One of the critical things to note about the likely (near certain) interest rate hike from the RBA on 7 November is that it will have absolutely zero, zilch, nothing to do with the massive tax cuts promised by the Howard/Costello government earlier this week.
The reason is simple. The Coalition might not win the election and the impact of those tax cuts if indeed they are ever delivered will not be felt until 1 July 2008.
How daft would it be for the RBA to hike rates on 7 November only to have the government tossed out on 24 November and replaced with the Rudd ALP!
The interest rate hike in November will be the result of the tax cuts announced in the May Budget and delivered on 1 July 2007, together with other well documented issues that are adding to inflation at present.
Recall that the Budget in May this year saw a cumulative $20 billion of income tax cuts pumped into FY2007-08 and a further $25 billion scheduled to paid in 2008-09. With this as the backdrop, as soon as the RBA saw inflation lift (with June quarter data) and it knew this sort of stimulus was in the pipeline, it hiked rates to their highest level in more than a decade. That rate hike in August took the cash rate to 6.5%.
This policy response from the RBA follows the pattern of the FY2006-07 Budget which saw tax cuts (and some poorly targeted spending and middle class welfare) come through. The RBA hiked on 3 occasions in 2006.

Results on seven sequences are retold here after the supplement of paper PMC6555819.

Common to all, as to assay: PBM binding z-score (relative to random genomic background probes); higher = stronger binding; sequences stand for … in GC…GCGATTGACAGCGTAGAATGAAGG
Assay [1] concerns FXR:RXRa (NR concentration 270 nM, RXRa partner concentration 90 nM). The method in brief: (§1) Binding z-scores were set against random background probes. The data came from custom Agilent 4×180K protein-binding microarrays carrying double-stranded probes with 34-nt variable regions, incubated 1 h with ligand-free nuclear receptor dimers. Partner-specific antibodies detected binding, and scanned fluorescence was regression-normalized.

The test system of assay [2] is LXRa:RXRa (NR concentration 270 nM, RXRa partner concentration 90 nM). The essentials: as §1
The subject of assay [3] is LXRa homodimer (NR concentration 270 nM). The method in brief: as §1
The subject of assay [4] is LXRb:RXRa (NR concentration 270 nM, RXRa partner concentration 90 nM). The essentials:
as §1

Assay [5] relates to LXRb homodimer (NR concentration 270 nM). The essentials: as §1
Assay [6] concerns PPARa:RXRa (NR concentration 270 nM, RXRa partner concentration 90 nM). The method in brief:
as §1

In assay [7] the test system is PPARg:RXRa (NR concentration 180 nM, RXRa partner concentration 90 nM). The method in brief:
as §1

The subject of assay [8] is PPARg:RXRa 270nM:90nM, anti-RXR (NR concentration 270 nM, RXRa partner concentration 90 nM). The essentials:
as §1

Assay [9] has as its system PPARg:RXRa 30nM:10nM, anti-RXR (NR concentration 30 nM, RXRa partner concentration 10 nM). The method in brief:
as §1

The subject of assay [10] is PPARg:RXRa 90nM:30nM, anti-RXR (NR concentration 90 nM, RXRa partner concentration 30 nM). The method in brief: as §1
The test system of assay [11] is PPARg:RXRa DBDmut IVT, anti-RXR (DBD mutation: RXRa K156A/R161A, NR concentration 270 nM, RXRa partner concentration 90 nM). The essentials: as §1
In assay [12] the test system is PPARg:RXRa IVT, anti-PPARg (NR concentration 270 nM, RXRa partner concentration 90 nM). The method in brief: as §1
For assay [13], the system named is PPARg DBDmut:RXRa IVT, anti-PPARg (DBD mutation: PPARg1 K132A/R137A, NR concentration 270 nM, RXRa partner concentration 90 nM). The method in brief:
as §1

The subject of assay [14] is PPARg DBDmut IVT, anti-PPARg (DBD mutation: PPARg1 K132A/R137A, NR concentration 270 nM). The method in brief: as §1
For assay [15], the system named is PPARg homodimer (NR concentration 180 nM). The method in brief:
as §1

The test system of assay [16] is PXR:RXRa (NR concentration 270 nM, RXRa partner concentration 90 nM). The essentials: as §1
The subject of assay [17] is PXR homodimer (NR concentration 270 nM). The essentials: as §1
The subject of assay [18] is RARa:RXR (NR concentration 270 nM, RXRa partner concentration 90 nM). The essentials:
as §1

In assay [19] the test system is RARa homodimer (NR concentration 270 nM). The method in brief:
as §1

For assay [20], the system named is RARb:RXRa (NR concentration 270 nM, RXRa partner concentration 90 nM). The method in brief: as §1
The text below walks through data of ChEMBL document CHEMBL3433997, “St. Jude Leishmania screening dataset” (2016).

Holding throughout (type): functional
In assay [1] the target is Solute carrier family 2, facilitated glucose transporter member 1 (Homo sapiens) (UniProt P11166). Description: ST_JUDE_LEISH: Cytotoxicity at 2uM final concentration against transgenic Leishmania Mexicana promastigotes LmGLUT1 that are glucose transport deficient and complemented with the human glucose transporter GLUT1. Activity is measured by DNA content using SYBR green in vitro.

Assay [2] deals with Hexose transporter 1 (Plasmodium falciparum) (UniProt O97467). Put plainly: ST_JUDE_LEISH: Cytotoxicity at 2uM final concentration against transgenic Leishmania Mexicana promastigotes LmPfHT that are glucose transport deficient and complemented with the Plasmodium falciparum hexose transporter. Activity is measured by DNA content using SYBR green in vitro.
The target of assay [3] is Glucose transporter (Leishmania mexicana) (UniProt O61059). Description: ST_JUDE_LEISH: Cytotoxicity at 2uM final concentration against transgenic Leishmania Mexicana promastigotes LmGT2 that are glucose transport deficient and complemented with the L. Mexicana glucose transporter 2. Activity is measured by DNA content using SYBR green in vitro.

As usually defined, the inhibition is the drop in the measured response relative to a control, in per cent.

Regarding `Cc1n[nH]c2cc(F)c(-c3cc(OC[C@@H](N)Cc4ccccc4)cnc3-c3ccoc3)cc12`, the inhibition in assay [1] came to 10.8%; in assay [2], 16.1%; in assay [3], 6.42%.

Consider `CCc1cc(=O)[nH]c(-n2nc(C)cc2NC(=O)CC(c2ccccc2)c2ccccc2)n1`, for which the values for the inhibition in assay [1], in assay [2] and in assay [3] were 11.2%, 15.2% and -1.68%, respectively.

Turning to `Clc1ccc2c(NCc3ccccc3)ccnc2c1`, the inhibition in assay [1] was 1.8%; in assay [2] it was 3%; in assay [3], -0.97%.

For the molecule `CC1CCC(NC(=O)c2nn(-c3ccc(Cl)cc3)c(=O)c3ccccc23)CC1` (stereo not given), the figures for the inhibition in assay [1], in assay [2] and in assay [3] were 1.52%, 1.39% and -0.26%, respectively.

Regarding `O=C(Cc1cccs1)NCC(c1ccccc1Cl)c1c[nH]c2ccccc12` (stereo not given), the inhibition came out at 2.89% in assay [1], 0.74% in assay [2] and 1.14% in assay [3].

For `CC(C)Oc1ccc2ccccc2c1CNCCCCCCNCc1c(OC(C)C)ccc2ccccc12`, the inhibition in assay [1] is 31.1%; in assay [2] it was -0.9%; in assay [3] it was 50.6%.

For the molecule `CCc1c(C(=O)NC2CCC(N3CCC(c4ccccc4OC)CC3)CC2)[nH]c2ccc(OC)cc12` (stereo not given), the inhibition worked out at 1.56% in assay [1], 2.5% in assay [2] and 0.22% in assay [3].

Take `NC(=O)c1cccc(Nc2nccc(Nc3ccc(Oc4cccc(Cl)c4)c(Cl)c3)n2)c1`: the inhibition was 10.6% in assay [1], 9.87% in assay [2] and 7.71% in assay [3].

Of course there are other factors at play in the monetary policy mix – a shortage of housing and the resultant surge in prices and dwelling rent is adding to inflation, as is the elevated level of wages growth that is the result of a skills shortage which is partly a function of an under-funding of education and training for many years.
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What’s more, the world economic strength is unrelenting. Of note on this latter point, much of the inflation impact of the strong world economy is being defused by the AUD heading to US$0.90, but nonetheless, it is a factor boosting corporate incomes and activity in Australia.
If the Coalition win the election and the income cuts outlined earlier this week are delivered, there is a very good chance that the RBA will need to hike interest rates beyond the current 6.5% (and soon to be 6.75%) to at least 7.0%. We have been flagging this for some months noting as a risk the cash rate being lifted to “7 point something” in 2008. We stick to that view as we await the election policies to evolve as well as watching the other drivers of monetary policy.
Of course, we still need to see what the Opposition ALP is offering by way of tax policy before we can make any strong statements on what it might mean for economic activity and inflation pressures. They have, however indicated a more conservative approach to fiscal policy, so let’s wait and see.
Linked to all of this will also be whether there are any microeconomic policies addressed at the skills shortage (education and training), housing policy, infrastructure spending and the like to see whether either side of politics is working to try to lift Australia’s productivity performance and with that, limit some of the inflation pressures that have been pumped up by easy fiscal policy for too long.